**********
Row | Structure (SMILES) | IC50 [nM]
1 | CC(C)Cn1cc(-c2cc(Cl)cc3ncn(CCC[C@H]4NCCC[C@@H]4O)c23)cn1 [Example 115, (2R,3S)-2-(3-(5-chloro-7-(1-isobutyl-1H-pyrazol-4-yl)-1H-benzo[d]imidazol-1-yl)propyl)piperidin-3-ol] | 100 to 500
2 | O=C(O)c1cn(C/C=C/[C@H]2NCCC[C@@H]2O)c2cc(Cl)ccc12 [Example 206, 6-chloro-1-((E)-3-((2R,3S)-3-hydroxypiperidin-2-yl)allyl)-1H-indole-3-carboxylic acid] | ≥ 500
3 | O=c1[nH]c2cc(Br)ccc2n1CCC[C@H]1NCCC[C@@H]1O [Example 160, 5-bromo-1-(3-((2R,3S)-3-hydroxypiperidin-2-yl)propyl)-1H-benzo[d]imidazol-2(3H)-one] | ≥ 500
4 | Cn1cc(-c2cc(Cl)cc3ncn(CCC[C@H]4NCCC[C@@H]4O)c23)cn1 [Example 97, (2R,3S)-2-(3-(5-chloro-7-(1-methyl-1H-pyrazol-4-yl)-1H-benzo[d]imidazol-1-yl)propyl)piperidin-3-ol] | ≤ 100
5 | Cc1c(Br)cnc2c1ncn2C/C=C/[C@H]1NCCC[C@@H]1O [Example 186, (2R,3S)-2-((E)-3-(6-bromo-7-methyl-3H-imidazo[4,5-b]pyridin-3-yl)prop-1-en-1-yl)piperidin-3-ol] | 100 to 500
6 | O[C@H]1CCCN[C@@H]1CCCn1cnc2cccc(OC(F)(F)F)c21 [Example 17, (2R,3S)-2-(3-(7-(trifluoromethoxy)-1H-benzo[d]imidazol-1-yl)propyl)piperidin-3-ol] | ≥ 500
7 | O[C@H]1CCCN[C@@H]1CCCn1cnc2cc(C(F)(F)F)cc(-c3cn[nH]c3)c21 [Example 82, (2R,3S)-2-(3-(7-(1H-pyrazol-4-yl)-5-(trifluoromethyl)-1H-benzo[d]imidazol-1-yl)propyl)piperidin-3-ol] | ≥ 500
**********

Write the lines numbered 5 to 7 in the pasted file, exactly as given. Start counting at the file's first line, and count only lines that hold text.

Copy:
4 | Cn1cc(-c2cc(Cl)cc3ncn(CCC[C@H]4NCCC[C@@H]4O)c23)cn1 [Example 97, (2R,3S)-2-(3-(5-chloro-7-(1-methyl-1H-pyrazol-4-yl)-1H-benzo[d]imidazol-1-yl)propyl)piperidin-3-ol] | ≤ 100
5 | Cc1c(Br)cnc2c1ncn2C/C=C/[C@H]1NCCC[C@@H]1O [Example 186, (2R,3S)-2-((E)-3-(6-bromo-7-methyl-3H-imidazo[4,5-b]pyridin-3-yl)prop-1-en-1-yl)piperidin-3-ol] | 100 to 500
6 | O[C@H]1CCCN[C@@H]1CCCn1cnc2cccc(OC(F)(F)F)c21 [Example 17, (2R,3S)-2-(3-(7-(trifluoromethoxy)-1H-benzo[d]imidazol-1-yl)propyl)piperidin-3-ol] | ≥ 500